Mannaz is the rune of the clever man and the wise woman. Magically, Mannaz is used to evoke the powers of human intellect, cunning, and daring as means to an end.




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magazineWhat kind of guy is Sheriff Chris Nocco that he would take such an extreme stand as filing a felony against a 14-year-old despite possible lifelong repercussions for the child?
This is so Florida, yet Nocco appears to have gotten his professional start as a school cop (where else?) in Pennsylvania with the Philadelphia Public School Police, where charging kids with felonies (and trying them as adults) is de regueur.
He also served as staff director to Representative Marco Rubio (R-FL) in the Policy and Procedures Office (responsible for domestic security, transportation issues, criminal justice, economic development), and as deputy chief of staff when Rubio was speaker of the house. From his appearance as a cover-boy on this magazine, he also appears to be a Bible-thumper.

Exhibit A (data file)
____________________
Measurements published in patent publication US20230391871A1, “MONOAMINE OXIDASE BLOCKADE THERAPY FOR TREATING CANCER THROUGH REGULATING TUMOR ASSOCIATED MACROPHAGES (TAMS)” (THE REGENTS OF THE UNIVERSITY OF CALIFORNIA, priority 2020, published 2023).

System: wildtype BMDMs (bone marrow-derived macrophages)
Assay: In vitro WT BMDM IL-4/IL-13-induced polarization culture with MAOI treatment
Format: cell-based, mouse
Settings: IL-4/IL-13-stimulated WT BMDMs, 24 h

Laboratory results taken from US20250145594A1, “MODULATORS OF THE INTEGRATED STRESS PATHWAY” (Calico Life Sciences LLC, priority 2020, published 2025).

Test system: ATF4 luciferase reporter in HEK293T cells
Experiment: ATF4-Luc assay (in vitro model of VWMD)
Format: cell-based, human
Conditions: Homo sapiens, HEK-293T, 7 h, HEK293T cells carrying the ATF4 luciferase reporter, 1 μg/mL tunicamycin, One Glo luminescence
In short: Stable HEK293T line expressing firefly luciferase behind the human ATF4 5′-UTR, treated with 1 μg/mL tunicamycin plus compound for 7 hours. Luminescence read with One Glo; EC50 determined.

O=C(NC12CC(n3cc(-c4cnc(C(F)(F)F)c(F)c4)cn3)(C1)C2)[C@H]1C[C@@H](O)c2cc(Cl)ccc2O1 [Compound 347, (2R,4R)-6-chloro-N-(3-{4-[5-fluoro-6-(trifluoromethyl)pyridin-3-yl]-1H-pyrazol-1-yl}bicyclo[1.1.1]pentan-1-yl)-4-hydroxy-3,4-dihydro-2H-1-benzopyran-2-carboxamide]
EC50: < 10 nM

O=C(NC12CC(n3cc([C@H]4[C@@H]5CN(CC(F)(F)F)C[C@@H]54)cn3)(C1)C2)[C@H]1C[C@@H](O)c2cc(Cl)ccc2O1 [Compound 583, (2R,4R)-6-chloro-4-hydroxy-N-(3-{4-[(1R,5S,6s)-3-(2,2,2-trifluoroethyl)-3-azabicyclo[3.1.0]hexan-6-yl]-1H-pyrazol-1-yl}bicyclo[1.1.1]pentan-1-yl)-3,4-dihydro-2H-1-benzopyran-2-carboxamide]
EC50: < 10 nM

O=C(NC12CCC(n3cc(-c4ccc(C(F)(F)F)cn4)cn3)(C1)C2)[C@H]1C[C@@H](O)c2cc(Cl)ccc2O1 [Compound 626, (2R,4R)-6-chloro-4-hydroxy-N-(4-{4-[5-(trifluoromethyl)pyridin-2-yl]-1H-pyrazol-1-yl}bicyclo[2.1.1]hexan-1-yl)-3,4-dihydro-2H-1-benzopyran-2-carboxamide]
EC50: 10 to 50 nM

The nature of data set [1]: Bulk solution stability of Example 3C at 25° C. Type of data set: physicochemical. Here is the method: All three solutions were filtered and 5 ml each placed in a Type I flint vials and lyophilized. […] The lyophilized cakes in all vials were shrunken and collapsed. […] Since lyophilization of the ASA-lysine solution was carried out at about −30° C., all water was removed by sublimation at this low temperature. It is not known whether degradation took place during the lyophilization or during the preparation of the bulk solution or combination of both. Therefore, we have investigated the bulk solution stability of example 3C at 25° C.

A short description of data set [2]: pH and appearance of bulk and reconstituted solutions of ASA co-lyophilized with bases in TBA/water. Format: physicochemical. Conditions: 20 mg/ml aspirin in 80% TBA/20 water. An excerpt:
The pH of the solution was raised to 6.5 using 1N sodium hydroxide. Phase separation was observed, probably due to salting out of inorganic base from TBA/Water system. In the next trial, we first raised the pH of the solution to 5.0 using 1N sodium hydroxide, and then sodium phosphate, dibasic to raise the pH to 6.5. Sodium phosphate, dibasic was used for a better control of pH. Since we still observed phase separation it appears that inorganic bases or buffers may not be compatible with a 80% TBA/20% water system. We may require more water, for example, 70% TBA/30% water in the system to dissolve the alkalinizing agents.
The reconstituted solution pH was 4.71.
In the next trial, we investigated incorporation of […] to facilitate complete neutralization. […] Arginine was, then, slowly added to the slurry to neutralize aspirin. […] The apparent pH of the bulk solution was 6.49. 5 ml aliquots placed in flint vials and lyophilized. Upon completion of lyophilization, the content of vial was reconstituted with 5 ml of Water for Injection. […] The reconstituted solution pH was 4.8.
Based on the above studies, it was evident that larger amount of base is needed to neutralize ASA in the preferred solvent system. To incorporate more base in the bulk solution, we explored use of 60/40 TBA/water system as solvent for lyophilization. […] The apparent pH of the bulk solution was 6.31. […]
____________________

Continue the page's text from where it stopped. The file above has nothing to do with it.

Given his background, it wouldn’t be surprising if Nocco has higher political ambitions. He has been the sheriff of Pasco County, north of Tampa, since 2011.


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a quiz

What do all these people have in common?




















Mitch McConnell, John Cornyn.




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liar 3.




Lawrence County Custody 2


”Good Ol’ Boys” have put C in Legal and Mental Limbo in Lawrence County PA